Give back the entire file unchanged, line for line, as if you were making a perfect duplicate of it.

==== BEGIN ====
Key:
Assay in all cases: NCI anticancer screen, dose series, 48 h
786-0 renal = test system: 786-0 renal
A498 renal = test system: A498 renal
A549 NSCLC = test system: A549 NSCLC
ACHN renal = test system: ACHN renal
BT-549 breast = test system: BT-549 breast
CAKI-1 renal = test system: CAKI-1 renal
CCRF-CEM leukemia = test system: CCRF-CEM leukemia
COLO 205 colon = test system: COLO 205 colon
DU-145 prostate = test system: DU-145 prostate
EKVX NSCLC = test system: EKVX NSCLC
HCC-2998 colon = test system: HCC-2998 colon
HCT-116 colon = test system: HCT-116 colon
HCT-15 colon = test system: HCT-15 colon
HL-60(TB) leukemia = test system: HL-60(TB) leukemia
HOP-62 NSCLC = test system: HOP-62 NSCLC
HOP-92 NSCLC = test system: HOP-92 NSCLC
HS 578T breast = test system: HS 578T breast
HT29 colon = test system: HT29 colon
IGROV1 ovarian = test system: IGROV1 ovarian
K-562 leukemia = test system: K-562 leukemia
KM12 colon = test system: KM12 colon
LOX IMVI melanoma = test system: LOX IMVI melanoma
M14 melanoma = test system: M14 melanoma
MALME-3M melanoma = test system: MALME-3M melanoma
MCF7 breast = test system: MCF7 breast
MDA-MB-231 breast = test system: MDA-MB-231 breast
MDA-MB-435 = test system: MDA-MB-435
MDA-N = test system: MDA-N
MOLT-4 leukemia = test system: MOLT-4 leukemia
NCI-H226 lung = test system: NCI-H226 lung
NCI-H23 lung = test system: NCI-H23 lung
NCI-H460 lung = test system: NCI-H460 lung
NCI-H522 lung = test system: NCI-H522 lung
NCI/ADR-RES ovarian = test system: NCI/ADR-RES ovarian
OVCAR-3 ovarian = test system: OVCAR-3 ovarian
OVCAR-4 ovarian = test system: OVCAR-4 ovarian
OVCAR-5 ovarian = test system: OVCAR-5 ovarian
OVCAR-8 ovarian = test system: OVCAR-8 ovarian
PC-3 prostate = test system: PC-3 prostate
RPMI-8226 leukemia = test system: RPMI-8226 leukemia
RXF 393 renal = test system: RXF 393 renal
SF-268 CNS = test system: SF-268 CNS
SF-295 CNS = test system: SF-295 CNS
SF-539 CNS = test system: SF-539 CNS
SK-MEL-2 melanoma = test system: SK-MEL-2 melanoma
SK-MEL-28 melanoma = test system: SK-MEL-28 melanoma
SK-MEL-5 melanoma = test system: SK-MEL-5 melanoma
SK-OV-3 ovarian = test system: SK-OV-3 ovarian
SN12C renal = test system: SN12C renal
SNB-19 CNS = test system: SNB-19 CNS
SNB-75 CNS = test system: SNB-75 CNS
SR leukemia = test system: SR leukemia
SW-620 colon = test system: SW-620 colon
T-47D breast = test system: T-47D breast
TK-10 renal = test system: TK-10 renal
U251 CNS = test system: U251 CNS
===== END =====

Key:
Assay in all cases: NCI anticancer screen, dose series, 48 h
786-0 renal = test system: 786-0 renal
A498 renal = test system: A498 renal
A549 NSCLC = test system: A549 NSCLC
ACHN renal = test system: ACHN renal
BT-549 breast = test system: BT-549 breast
CAKI-1 renal = test system: CAKI-1 renal
CCRF-CEM leukemia = test system: CCRF-CEM leukemia
COLO 205 colon = test system: COLO 205 colon
DU-145 prostate = test system: DU-145 prostate
EKVX NSCLC = test system: EKVX NSCLC
HCC-2998 colon = test system: HCC-2998 colon
HCT-116 colon = test system: HCT-116 colon
HCT-15 colon = test system: HCT-15 colon
HL-60(TB) leukemia = test system: HL-60(TB) leukemia
HOP-62 NSCLC = test system: HOP-62 NSCLC
HOP-92 NSCLC = test system: HOP-92 NSCLC
HS 578T breast = test system: HS 578T breast
HT29 colon = test system: HT29 colon
IGROV1 ovarian = test system: IGROV1 ovarian
K-562 leukemia = test system: K-562 leukemia
KM12 colon = test system: KM12 colon
LOX IMVI melanoma = test system: LOX IMVI melanoma
M14 melanoma = test system: M14 melanoma
MALME-3M melanoma = test system: MALME-3M melanoma
MCF7 breast = test system: MCF7 breast
MDA-MB-231 breast = test system: MDA-MB-231 breast
MDA-MB-435 = test system: MDA-MB-435
MDA-N = test system: MDA-N
MOLT-4 leukemia = test system: MOLT-4 leukemia
NCI-H226 lung = test system: NCI-H226 lung
NCI-H23 lung = test system: NCI-H23 lung
NCI-H460 lung = test system: NCI-H460 lung
NCI-H522 lung = test system: NCI-H522 lung
NCI/ADR-RES ovarian = test system: NCI/ADR-RES ovarian
OVCAR-3 ovarian = test system: OVCAR-3 ovarian
OVCAR-4 ovarian = test system: OVCAR-4 ovarian
OVCAR-5 ovarian = test system: OVCAR-5 ovarian
OVCAR-8 ovarian = test system: OVCAR-8 ovarian
PC-3 prostate = test system: PC-3 prostate
RPMI-8226 leukemia = test system: RPMI-8226 leukemia
RXF 393 renal = test system: RXF 393 renal
SF-268 CNS = test system: SF-268 CNS
SF-295 CNS = test system: SF-295 CNS
SF-539 CNS = test system: SF-539 CNS
SK-MEL-2 melanoma = test system: SK-MEL-2 melanoma
SK-MEL-28 melanoma = test system: SK-MEL-28 melanoma
SK-MEL-5 melanoma = test system: SK-MEL-5 melanoma
SK-OV-3 ovarian = test system: SK-OV-3 ovarian
SN12C renal = test system: SN12C renal
SNB-19 CNS = test system: SNB-19 CNS
SNB-75 CNS = test system: SNB-75 CNS
SR leukemia = test system: SR leukemia
SW-620 colon = test system: SW-620 colon
T-47D breast = test system: T-47D breast
TK-10 renal = test system: TK-10 renal
U251 CNS = test system: U251 CNS